The game was over. Yes, we came back in the last quarter, but it didn’t have to be that way. If only the team had played with the required urgency from the start. I can imagine well-respected actor Brendan Gleeson staring the young fella down and growling something at him about needing to change his name if he’s going to continue playing like that.

 

WHICH PLAYERS LET US DOWN THE MOST?

 

MELBOURNE – I’m usually a big fan, but Jake Melksham was incredibly quiet in this one. At one point he bobbed up on the half forward flank and kicked inboard and I was just relieved that he wasn’t injured.

The other is Kosi Pickett, who threatens to do a heap but flashes into the game, only to flash out of it for a long while straight after. He had five touches but needs to find a way to stay more involved in the play. I know he is a baby in AFL terms, but I am not sure you can carry blokes in the finals.

I’d say that a minimum of a tackle per quarter should be his target, and if they’re inside 50, all the better.

 

ESSENDON – Jordan Ridley.

Seriously looked like Ridley had checked out of this game after quarter time. There was no urgency or desperation in his chasing or defensive efforts. If Fritsch had kicked straight, it would’ve been even more of a bath than it was.

Of course, there are plenty of other names to mention. But at this point that would just be tedious. We all saw the second half of this season. We can only hope that Rutten rules with an iron fist in terms of the level of commitment required.

 

PLAYER FROM THE OPPOSITION I ADMIRED MOST IN THIS GAME?

 

MELBOURNE – Can I say Adam Saad in the hope he leaves and joins us?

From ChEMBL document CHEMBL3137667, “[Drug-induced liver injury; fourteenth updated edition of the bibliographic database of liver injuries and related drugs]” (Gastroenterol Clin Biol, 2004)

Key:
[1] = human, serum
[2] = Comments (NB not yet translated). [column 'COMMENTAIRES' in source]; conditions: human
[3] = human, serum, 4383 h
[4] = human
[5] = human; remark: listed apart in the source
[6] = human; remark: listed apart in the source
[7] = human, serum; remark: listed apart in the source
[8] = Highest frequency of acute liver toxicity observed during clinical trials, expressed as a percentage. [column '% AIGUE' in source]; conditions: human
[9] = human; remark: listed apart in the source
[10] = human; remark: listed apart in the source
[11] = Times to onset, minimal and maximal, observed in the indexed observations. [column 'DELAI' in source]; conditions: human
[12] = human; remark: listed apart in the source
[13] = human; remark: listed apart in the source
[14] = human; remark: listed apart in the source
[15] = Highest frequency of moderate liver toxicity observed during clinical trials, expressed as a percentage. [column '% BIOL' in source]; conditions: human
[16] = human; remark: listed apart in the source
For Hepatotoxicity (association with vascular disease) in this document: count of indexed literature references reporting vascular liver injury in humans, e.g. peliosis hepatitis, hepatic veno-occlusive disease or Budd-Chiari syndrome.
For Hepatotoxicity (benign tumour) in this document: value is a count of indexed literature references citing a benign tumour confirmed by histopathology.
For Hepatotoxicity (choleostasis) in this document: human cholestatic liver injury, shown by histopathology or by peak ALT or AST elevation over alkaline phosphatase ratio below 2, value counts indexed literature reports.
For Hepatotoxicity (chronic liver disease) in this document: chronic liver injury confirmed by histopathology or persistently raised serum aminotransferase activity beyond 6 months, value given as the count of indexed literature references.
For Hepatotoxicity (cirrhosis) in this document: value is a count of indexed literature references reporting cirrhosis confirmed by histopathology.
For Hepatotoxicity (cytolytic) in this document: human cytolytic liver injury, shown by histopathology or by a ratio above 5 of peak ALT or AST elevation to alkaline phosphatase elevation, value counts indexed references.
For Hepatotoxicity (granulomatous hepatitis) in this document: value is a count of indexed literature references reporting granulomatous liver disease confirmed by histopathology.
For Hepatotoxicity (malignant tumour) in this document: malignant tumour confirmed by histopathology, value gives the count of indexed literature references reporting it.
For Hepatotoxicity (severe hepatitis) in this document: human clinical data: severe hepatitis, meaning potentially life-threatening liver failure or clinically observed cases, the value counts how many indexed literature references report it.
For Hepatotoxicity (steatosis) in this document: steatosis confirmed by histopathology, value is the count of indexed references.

Join us… join us…

Nah, I actually don’t love the way he throws it on the boot to kick as far as possible, often without looking.

I’d prefer someone like Zach Merrett and I’d whack him on the opposite wing to Langdon, giving us a perfect one-two outside running punch. He still had his pedal to the floor in the last quarter and, like Langdon, runs his backside off for his team. And he kicks a little better, too.

I’d also like to say Anthony McDonald-Tipungwuti. He hurts when he gets it – he just doesn’t get it anywhere near enough. He has had ten or less disposals in 12 games this year. Would like to see him at 12-15 touches per game. he could tear it apart.

 

ESSENDON – Jack Viney.

He dominated us in the middle today. It seemed like every second centre clearance was going to him at one point. Viney has had a lot to get over this season. Being stripped of the captaincy was just the start. But today he led alongside Max Gawn in the complete schooling of our midfielders at the centre bounce. Good thing they learnt plenty in the first three quarters that they put it to good use in the last.

 

WRAP  UP

 

MELBOURNE – Well, as it stands we sit in the eight and await the results of the Dogs v Freo game. I think all Dees fans have a right to feel pretty annoyed with the way that played out – we should have put the Bombers well and truly away so that a comeback like that was not on the cards.

But as we tend to do, we left the door ajar and Essendon almost stormed right through it.
We showed plenty of signs that should imbue us with a bit of hope that should we make the finals, we can claim a scalp. May was a beast and his combination with Lever has been a genuine highlight this season. Oliver and Petracca have been connecting beautifully (or in ugly ways like Trac’s pulled kick at defensive fifty that was terrible), Gawn is still a dominant ruck, and although he didn’t get scoreboard return in this one, Weideman is attacking the ball in the air and is not being outmarked.

And so we wait, we watch and we get on the Fremantle bandwagon for a day. Anything can happen if we get into finals. Dare to dream…

 

ESSENDON –Well, what can you say? Another year, another almost season. This game was almost a perfect personification of that. Started well and showed something. Get completely dismantled for most of the game. Realise it’s all on the line and throw everything at your opposition to bring it back to a competitive game. Get run over as you have used all your tickets just to get back in it. Lose by a similar margin you were behind by earlier in the game anyway.

Fantasia is gone. Saad a likely departure as well. Joe is 50/50. We maybe get Ben Brown which could be good. Try and snake another recruit and get some more development into our youth which has shown plenty of promise. Not all hope is lost on this Bombers team.